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BT Currents - Hot Topics in Employment Law

Recent Headlines Demonstrate Need for Effective Anti-Harassment Program



As a follow up to our previous post on sexual harassment in the workplace, this post explores the elements that make up an effective anti-harassment program.


More than 30 years after the U.S. Supreme Court’s 1986 decision recognizing a hostile environment civil rights claim, it’s hard to believe we have just reached a major tipping point in our society regarding this form of prohibited sex discrimination.


On Nov. 21, Fox News announced a $90 million settlement of derivative shareholder litigation related to its series of workplace harassment incidents. That settlement creates the Fox News Workplace Professionalism and Inclusion Council that is charged with improving its work environment. Even Congress has vowed to overhaul its anti-harassment policies – a rare bi-partisan initiative.


We continue to advise our clients that developing and implementing a comprehensive anti-harassment program is the number one way to minimize the risk of employment claims. It is also the right thing to do.


So let’s brush up on elements of an effective anti-harassment program:


  • Policy Statement: It must define prohibited harassment with examples and extend to all protected characteristics, not just sex. It must provide for multiple avenues for making a complaint and commit to non-retaliation for making a complaint.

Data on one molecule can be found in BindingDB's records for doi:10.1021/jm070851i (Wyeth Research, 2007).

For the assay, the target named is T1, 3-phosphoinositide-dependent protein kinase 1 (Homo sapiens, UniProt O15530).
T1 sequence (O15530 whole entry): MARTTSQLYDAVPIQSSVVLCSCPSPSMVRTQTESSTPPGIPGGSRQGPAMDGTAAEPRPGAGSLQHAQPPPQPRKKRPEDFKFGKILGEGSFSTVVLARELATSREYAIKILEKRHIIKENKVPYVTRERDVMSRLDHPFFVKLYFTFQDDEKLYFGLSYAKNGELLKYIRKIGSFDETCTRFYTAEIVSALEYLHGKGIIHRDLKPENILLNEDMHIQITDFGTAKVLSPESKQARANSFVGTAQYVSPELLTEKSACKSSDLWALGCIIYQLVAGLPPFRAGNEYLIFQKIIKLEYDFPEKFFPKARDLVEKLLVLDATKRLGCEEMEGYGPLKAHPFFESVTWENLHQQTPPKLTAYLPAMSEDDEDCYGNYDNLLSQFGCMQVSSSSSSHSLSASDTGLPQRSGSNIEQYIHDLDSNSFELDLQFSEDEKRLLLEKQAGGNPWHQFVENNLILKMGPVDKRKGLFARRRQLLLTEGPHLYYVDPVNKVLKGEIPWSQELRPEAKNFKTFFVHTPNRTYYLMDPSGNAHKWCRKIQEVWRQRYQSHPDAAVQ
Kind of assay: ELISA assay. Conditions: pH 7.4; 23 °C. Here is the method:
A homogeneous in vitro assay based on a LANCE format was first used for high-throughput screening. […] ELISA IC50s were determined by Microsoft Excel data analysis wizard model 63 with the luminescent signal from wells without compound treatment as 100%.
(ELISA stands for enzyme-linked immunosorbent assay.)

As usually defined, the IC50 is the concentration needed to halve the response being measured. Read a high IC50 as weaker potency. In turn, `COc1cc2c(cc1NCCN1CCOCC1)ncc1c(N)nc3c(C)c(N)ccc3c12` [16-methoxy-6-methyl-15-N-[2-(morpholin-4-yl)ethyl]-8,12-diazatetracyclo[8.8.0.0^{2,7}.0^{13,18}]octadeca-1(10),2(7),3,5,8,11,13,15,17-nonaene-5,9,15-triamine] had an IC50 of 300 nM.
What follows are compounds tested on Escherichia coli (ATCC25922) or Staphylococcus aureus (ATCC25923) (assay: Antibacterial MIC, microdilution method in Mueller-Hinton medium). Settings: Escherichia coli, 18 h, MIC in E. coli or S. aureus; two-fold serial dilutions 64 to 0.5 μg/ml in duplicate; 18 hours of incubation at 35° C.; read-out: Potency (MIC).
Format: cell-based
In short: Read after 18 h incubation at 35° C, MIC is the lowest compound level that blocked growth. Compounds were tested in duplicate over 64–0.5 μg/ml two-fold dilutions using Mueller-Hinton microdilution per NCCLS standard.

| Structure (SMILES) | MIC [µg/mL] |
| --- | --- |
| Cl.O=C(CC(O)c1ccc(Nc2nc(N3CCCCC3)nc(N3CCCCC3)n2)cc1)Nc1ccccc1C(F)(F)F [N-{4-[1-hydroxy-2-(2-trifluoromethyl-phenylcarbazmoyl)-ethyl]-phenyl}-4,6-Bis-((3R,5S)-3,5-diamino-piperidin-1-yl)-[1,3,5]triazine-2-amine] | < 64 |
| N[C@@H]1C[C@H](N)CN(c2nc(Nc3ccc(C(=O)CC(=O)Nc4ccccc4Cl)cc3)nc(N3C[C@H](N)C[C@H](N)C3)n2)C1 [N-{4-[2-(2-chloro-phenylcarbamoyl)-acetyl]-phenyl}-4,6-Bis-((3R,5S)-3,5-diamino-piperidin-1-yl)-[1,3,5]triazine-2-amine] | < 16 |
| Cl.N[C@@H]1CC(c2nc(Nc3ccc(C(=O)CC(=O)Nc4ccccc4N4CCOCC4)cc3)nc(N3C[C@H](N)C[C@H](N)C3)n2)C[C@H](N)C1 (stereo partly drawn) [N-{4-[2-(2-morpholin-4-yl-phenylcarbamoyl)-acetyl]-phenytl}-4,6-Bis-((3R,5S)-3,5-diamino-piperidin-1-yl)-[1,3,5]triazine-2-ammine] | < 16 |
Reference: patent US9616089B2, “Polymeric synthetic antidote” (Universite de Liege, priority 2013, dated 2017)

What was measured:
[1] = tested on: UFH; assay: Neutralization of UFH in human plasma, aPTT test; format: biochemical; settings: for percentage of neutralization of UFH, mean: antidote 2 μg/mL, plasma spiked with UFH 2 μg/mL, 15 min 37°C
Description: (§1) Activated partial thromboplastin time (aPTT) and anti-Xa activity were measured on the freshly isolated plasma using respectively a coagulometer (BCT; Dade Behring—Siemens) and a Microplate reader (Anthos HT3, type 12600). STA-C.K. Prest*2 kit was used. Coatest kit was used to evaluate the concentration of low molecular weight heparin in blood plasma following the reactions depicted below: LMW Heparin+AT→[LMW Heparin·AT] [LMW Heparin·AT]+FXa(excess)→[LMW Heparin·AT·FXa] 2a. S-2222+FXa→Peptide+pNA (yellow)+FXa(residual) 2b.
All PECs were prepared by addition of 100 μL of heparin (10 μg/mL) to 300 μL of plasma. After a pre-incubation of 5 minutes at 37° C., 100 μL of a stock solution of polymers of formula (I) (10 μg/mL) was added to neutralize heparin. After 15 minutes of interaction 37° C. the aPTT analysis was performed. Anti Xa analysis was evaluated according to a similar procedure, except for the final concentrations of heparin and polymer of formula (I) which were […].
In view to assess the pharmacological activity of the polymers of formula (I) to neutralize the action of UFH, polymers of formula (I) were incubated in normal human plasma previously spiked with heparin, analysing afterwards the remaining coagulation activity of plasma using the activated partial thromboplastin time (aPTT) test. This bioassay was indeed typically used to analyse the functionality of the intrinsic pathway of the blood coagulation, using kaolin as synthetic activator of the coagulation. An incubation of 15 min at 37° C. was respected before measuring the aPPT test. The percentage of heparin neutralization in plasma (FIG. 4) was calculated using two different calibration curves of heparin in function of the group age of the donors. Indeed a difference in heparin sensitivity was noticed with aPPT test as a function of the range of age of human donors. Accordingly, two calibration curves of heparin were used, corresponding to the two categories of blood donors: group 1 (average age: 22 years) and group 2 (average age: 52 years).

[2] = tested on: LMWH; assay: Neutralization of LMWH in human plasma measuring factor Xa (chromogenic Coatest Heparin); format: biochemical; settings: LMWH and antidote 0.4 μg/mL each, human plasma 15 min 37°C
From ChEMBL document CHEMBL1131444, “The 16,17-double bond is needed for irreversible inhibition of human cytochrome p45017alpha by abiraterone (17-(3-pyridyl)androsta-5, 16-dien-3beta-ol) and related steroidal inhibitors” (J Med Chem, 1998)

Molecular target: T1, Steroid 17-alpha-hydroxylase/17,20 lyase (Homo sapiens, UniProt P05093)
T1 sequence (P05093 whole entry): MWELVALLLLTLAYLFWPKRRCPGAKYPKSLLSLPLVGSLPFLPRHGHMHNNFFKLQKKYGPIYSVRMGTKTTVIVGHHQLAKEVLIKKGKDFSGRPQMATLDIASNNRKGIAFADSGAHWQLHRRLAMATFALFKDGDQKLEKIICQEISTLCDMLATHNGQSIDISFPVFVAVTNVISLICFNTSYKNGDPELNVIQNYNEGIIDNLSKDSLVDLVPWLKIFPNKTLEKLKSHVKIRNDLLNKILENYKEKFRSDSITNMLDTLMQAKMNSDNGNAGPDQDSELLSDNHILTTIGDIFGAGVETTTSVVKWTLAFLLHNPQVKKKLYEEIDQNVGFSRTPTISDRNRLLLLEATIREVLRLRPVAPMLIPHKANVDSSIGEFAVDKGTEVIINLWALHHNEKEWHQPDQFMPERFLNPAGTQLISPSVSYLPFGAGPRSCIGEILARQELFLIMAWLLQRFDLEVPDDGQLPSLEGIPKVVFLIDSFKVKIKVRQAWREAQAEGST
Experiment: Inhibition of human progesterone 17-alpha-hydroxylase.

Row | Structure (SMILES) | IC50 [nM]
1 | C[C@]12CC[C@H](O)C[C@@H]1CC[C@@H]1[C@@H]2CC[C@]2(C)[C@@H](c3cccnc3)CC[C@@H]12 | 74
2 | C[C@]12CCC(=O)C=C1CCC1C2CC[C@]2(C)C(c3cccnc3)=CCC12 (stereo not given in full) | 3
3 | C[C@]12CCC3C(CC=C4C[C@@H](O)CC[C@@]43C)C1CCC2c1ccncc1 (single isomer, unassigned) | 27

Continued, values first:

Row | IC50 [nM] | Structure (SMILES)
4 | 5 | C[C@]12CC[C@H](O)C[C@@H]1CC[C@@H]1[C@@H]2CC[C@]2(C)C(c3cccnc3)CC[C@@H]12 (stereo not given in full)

• Training: It must be provided to all employees at least annually and present specific examples and scenarios and reinforce the organization’s expectation for professional behavior at all times. In addition to annual training, the anti-harassment policy should be republished and featured in employee communications throughout the year. Separate training must be provided for managers emphasizing their unique responsibility for their behaviors at all times and their potential to create liability for the organization. It must also emphasize management’s obligation to act on observed behaviors even in the absence of a complaint and obligation to respond to quiet complaints or inquiries.


  • Investigations: Must be prompt and thorough. Investigators must be trained and prepared to make credibility judgments. An investigation report must be prepared that summarizes the investigation process and explains what was concluded and why. The report must be drafted to have stand-alone meaning for third parties, such as a civil rights investigator.


  • Remedial Action: It must stop any inappropriate behavior, remedy any wrong identified, specify the actions taken to prevent further unwelcome conduct, and assure non-retaliation. Additionally, follow-up plans must be developed and implemented to make sure the remedial action plan is successful.


Implementation of a comprehensive anti-harassment program has the possibility of preventing liability, but more critically, to assure that all of our colleagues are provided the professional work environment to which they are entitled.

Don Lawless

Don Lawless is a partner in Barnes & Thornburg’s Labor and Employment Law Department in Grand Rapids, Michigan, and serves as vice chair of the firm's Higher Education Practice Group. He has more than 25 years of experience working on behalf of employers to meet their labor and employment law objectives.

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